School crossing patrol axe puts Rainford children at risk just as St Helens Council seeks to expand the village
St Helens Council is to axe Rainford’s only school crossing patrol despite its hugely controversial plans to expand the village by a third, which would see traffic in Rainford increase dramatically.
The council wants to scrap all the borough’s lollipop ladies and men to cut costs. In Rainford, that would mean the school crossing patrol outside Rainford Church of England Primary School would go. The patrol helps hundreds of children cross one of the village’s busiest roads.
Campaigners say axing Rainford’s lollipop lady “beggars belief” when the council wants to see at least 1,140 houses built in Rainford. That would see more than than 2,000 extra cars using the village’s roads.
James Wright, chair of Rainford Action Group, said: “The school crossing patrol in Rainford is a vital service that protects our precious children. Getting rid of that service at any time would be bad enough but to get rid of it while at the same time ploughing ahead with plans to put another 2,000 cars on Rainford’s roads beggars belief.”
Thirty-nine schools in St Helens that currently have a school crossing patrol received a letter from the council earlier this month telling them the authority would no longer pay for the service. Schools were given two options; fund the patrols themselves from their own budget or accept an alternative service from the council. That alternative service would include road safety lessons and a road crossing App but not a crossing patrol.
It’s not known what option Rainford CE Primary School is considering but the school is located on Cross Pit Lane, one of Rainford’s busiest roads. There are already problems with parking in the area and last year traffic calming measures were introduced to slow drivers down. Cross Pit Lane is described by parents as “chaotic” at school drop-off and pick-up times.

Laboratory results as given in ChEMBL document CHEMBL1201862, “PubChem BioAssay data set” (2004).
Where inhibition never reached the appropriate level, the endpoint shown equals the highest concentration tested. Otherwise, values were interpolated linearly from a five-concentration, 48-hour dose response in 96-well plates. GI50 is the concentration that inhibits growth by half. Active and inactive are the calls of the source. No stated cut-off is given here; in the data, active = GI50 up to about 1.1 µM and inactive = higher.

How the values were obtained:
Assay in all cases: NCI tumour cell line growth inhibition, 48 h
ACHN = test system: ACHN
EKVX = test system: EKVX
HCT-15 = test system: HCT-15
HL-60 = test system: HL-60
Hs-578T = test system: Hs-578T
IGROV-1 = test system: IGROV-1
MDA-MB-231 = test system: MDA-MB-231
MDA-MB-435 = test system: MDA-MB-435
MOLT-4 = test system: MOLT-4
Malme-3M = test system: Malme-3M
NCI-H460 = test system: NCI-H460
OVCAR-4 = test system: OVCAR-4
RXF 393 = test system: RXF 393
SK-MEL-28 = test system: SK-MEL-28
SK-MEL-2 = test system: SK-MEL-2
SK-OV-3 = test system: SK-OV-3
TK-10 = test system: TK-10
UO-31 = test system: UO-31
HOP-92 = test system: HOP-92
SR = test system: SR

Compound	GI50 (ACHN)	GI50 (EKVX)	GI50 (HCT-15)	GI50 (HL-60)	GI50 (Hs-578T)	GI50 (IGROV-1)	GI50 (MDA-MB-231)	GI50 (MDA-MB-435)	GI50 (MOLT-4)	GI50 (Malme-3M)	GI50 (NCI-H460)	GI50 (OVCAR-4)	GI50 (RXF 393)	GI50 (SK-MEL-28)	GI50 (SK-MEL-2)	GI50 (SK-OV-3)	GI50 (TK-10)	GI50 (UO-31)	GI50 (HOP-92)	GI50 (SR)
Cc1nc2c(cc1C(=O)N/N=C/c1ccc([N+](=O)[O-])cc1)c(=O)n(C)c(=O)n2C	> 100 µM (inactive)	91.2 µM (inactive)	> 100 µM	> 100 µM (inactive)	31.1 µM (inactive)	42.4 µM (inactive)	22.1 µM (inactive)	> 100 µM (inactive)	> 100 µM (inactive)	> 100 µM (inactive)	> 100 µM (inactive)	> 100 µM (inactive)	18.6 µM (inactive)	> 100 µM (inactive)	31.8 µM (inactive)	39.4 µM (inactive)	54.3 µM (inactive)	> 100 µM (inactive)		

Those problems would only increase if St Helens Council’s plans to build at least 1,140 houses and an industrial unit in Rainford on seven different green belt sites were to go ahead.
James Wright said: “St Helens Council is putting the safety of our children at risk. Everyone understands the need to make savings but what price can be put on a child’s life?
“While cutting an important safeguard, the council is plotting to make our roads even more dangerous. This shows just how out of touch and money-driven the council is.”
The loss of the school crossing patrol would be another council service gone from Rainford, despite the village contributing £5.6m* a year in revenue to the council through council tax and business rates. Rainford’s recycling centre has closed and Rainford Library’s opening hours have been drastically cut back.
The village has no police, fire or ambulance station, no NHS dentist and poor public transport links. Rainford Action Group says the village’s infrastructure is not fit for the current population and cannot cope with expansion on the scale the council is planning.
James Wright said: “Are people in Rainford getting value for money for their council tax when the village contributes £5.6m a year to St Helens Council but the council won’t even pay for a school crossing patrol to protect our children?
“Why should schools pay for crossing patrols when all their funding should be spent on our children’s education?
“The council must reconsider its school crossing patrol plans and its unnecessary, unreasonable and unworkable plan to grow our rural village by a third.”